SMSF or SAF

SMSF or SAF

A SMSF (Self-managed super fund) and SAF (Small APRA fund) are very similar with the exception of 2 important things – SMSF is regulated by the Australian tax office (ATA) and SAFs are controlled by the Australian Prudential Regulation Authority (APRA). Also, SAF must appoint professional licensed trustee, who has full responsibility for all legal and administrative decisions. Of course, both types of funds have their own advantages which we will single out for you here.

Advantages of an SMSF

  1. Regulatory – Regulatory rules are pretty much the same for both types of funds, however administrative side is easier to deal with if you have SMSF than it is with SAF.
  2. Investments – When it comes to owned investments, SMSF offers greater flexibility. Investing through SMSF may include business real property, direct property, unlisted managed funds, shares etc. SMSF trustees have total freedom to decide on where their retirement savings will be invested and can also choose the most suitable for them investment strategy.
  3. SAF and SMSF Costs – The SAF members need to pay an independent trustee to run and manage their fund, so they have bigger running costs and face stricter regulatory supervisory levels than members of SMSFs. The SAF costs are much higher than the costs of SMSF.
  4. Tax obligations – SMSF members can report annual tax returns later by enlisting the services of an agent, while the members of SAFs must meet tax reporting deadline which is October 31.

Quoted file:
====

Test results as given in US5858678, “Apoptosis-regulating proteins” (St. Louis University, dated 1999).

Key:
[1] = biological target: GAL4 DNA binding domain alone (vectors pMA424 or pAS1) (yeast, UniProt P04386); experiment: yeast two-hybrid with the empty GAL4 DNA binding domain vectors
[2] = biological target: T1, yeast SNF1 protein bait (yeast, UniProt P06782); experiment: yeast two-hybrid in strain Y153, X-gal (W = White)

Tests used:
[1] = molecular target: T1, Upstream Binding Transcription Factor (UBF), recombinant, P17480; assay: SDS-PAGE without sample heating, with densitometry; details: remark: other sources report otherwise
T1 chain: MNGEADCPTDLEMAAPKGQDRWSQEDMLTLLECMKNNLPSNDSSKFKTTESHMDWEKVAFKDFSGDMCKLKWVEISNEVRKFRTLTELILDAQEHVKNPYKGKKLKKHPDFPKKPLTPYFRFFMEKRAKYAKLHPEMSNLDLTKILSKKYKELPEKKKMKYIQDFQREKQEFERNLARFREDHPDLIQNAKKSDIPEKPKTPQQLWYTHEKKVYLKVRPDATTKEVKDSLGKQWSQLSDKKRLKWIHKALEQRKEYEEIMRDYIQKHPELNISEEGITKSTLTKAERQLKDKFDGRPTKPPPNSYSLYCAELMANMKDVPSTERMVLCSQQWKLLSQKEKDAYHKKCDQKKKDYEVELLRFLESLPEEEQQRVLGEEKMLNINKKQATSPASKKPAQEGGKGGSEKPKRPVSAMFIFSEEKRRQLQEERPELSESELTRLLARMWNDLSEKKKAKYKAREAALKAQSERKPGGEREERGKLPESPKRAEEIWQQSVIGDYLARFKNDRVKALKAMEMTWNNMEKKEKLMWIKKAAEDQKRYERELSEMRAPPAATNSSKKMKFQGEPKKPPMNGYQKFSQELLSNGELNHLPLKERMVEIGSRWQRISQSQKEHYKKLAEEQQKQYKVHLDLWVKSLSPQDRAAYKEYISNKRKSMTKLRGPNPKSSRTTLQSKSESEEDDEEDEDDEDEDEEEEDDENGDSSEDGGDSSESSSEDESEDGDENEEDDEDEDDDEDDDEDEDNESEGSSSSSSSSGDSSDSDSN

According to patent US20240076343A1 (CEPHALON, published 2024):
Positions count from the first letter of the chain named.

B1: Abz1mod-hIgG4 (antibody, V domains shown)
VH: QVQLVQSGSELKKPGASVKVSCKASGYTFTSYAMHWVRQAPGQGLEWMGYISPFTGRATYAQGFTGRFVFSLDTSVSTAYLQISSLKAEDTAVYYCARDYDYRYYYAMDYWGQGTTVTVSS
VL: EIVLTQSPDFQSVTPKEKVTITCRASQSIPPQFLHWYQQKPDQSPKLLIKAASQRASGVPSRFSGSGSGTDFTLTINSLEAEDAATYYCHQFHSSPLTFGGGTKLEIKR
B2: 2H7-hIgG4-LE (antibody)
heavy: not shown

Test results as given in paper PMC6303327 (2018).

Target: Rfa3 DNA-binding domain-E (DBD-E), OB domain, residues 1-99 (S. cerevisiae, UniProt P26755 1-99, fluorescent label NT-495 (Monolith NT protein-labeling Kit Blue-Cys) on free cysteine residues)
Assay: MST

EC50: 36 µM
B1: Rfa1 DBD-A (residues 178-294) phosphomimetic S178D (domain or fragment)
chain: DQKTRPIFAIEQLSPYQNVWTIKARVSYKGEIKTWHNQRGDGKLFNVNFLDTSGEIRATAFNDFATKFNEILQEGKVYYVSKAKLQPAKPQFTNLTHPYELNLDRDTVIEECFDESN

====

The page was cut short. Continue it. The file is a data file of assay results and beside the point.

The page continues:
Advantages of SAF

  1. Compliance risk – The compliance risk of running a SAF is taken by the professional trustee. If a SAF is breaking any rules, the fund members will not be held responsible for the mistakes. On the other hand, SMSF members and a trustee are all responsible for keeping the fund in compliance.
  2. Administration – In SAF, professional organisation takes care of fund’s administration and paperwork. In SMSF, all trustees are responsible for fund’s administration (they can also get a professional adviser).
  3. Members – SAF member can be an employee of another member, while SMSF trustee can’t be an employee of another member (unless they are family).
  4. Travel – SAF is more flexible than SMSF when it comes to travelling. SAF member can go overseas for a longer period of time and still be in compliance, while SMSF members cannot do that. If SMSF trustee wants to travel abroad, he/she must fulfill 2 requirements. The first documents states that main management of a fund will remain in Australia, and the second is an active member test. If any of these 2 requirements is violated, the SMSF member is automatically not in compliance and will face very high penalty taxes.

According to the above, it seems that SMSF is perfect for those who want to have full control of their investments and be involved in decisions-making process, while SAF is ideal for those who want to participate in investment decisions, but have few compliance and legal responsibilities.

Author Description

Jessie Sanner